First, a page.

As Americans, we take so many things for granted. One of these is the super convenience of shopping in the US. Of course, the trade-off of this convenience is the bombardment of commercials and advertising as companies vie for the ever decreasing share of Americans’ disposable income.
However, with that being said, in Germany, we quickly learned that shopping is nothing like it is in the US. The following are our 10 observations of the differences between shopping in the US vs. Germany.
1) Store hours are VERY different. Typically, most grocery or department stores close by 8pm. And, by close, I literally mean close, as in the employees are headed toward the door. There are no 24 hour stores that are open (the exceptions being gas stations along the autobahns). And, the stores open usually by 8am, if not 9am.
2) Almost all stores and restaurants are closed on Sundays. While Germans and those living here for some time will tell us, we will learn to love the peacefulness of Sundays, until we get use to this, this means our Saturdays are busy shopping along with everyone else. But, I am starting to see how not being able to shop or go out to eat on Sundays is good in that it’s a day meant to be with family, friends, nature, or your religion.
3) The listed price on an item also includes the taxes paid. So, there is no trying to figure out how much the final bill is going to be when checking out in case you don’t have enough cash to cover the cost. Just simply add up the items.
4) When buying electronics or larger purchases, even though there is a listed price, you should be able to negotiate a % discount, free delivery, or some other type of arrangement. It’s one of those things that it doesn’t hurt to ask, “Is this the best price possible?”.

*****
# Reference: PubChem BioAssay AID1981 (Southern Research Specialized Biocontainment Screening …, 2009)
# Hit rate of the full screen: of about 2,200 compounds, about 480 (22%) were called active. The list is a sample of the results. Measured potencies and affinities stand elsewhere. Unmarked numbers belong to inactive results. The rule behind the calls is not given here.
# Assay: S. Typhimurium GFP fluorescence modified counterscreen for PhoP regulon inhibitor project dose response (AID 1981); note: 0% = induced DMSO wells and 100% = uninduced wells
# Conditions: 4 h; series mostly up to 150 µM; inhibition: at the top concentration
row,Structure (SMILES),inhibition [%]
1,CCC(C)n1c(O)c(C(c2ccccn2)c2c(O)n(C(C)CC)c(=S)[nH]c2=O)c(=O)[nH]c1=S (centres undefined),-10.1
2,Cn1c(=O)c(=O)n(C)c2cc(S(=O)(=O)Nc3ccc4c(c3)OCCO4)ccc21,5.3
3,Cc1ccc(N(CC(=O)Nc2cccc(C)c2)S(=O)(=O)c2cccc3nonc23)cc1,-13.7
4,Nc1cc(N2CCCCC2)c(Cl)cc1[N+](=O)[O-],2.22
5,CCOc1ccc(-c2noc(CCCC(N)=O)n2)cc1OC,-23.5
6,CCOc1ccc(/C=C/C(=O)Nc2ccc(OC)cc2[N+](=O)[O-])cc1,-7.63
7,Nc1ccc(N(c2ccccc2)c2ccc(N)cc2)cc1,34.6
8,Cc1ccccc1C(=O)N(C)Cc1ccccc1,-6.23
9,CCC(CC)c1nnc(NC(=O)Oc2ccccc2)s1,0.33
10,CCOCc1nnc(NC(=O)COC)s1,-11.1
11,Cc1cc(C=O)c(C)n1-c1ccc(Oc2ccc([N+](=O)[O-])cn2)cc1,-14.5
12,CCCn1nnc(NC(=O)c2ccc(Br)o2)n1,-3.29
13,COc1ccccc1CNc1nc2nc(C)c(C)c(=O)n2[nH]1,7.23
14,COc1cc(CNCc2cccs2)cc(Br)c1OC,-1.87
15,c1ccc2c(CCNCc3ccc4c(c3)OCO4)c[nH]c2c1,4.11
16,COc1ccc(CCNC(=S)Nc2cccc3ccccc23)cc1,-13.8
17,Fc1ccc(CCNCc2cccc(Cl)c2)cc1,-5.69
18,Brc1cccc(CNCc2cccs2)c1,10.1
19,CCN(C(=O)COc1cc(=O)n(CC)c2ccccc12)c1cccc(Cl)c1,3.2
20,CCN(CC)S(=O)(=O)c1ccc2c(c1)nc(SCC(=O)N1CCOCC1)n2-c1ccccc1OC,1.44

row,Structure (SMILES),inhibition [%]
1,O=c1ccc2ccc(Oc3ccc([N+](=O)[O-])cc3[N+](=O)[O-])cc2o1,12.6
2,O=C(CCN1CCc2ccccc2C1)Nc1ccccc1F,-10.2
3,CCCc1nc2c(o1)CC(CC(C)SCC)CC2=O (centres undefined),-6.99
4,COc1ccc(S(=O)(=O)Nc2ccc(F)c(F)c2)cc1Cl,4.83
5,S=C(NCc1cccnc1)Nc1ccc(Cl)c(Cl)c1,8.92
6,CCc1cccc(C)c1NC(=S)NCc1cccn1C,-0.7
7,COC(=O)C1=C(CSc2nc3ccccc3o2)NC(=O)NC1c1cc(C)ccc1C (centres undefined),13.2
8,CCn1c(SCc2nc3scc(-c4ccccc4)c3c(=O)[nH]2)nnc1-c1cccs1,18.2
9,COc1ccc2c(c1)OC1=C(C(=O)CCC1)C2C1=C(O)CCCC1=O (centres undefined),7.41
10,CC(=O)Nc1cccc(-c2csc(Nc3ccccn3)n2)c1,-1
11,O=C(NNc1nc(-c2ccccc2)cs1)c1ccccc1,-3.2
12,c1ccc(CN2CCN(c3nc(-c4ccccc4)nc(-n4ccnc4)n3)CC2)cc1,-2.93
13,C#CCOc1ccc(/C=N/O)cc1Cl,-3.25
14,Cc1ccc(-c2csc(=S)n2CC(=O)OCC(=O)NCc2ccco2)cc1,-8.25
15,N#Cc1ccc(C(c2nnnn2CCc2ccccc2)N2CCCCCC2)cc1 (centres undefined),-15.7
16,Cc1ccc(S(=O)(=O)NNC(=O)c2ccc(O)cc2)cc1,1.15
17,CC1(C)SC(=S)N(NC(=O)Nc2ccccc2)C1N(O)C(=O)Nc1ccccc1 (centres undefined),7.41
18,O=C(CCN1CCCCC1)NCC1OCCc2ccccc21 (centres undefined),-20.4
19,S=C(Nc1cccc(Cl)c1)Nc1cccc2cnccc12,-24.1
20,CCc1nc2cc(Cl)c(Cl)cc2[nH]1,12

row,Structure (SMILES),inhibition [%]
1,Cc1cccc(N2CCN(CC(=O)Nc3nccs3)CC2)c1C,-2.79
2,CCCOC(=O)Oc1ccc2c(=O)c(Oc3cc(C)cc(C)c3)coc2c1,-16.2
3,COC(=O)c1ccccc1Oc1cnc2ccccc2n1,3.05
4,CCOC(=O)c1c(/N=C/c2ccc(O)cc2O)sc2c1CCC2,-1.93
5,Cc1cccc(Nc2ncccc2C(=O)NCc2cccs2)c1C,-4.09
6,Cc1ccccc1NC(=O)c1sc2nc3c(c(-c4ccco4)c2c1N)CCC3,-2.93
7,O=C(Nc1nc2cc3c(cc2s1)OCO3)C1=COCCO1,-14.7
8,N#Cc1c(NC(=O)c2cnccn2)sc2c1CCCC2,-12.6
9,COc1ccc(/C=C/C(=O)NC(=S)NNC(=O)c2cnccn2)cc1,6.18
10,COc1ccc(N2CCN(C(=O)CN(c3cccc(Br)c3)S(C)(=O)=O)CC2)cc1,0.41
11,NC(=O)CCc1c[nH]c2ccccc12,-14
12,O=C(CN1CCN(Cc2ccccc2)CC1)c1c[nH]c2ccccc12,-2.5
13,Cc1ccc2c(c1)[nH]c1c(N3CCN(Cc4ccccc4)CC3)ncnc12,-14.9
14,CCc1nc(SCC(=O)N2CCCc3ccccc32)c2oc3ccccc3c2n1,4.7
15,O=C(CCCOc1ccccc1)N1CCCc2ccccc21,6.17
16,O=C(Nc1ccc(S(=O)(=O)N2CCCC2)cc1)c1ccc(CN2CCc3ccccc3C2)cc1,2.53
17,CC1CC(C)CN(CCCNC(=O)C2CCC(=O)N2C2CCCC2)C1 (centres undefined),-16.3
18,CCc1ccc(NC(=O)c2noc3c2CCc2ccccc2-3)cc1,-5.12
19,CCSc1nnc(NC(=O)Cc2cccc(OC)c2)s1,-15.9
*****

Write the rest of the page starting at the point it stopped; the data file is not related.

5) Recycling is huge here! This means that those plastic coke bottles will add an additional 15-25 cent per bottle as a deposit. Just make sure to return the empty bottles to collect your deposit back, as this ensures they get recycled and not dumped into the garbage.
6) The US has basically become a plastic society either paying for things with a debit or credit card. I would dare say that most Americans, at least those younger than the Baby Boomer generation, hardly carry any cash on them. I know I was in that category! Here in Germany, it is totally opposite, where it is mainly a cash driven economy. Some stores and restaurants will accept a debit or credit card, but it may also be that they only accept the European type cards with built-in smart chips. So, it’s best to ask before buying if you are a little low on cash, or just carry around more cash just in case.
7) Paper or plastic? at checkout. The answer is neither! When going grocery shopping, you either need to bring your own bags or purchase one at checkout (about 99 cents per bag). And, you will bag your own groceries as the cashier sits behind the register after scanning your goods.
8) In the US, when you buy produce at the grocery, there may be a bar code to scan for the price or the price can be looked up and weighed at the register. In Germany, for most produce, you weigh it yourself at the produce section and place the bar code on the item. Not a big deal unless you forget to do this, and have to hold up the line to go get the price. The best alternative is to buy produce from the local farmer’s stand in the town.
9) US brand names are few and far between here in Germany. Sure there are the global brands like Coke, but even Coke sold in Germany is not quite the same since high fructose corn syrup is not allowed. But, then again, maybe that’s a great thing. Sometimes the logo is the same, but the name is different. For example, instead of “Mr. Clean” in the US, here it is “Miester Prosper” or instead of “Pledge Wipes” they are called “Pronto”. I imagine this is due to the translations of words meaning different things. But, what it means now, is just trying to buy the right things when we need them.
And, finally, #10) even though we are in a different country, shopping is done the same way as in the US. It’s just a matter of getting to know your way around. Yes, there are malls….maybe not as many malls, and definitely not the same size, as in the States. And, yes, there are mega grocery/warehouse stores….maybe with just a different name or some different items sold. And, yes, there are the familiar US-named stores here too….maybe just not in every little shopping plaza. But, what does stand out are the many, many small little stores, boutiques, street vendors, corner shops, etc. that are in a long gone era in the US.
So, while there are some similarities, there are many differences to know. And, that’s the best part of living in a foreign country, getting to learn about the differences, and most of all, respecting why the differences exists.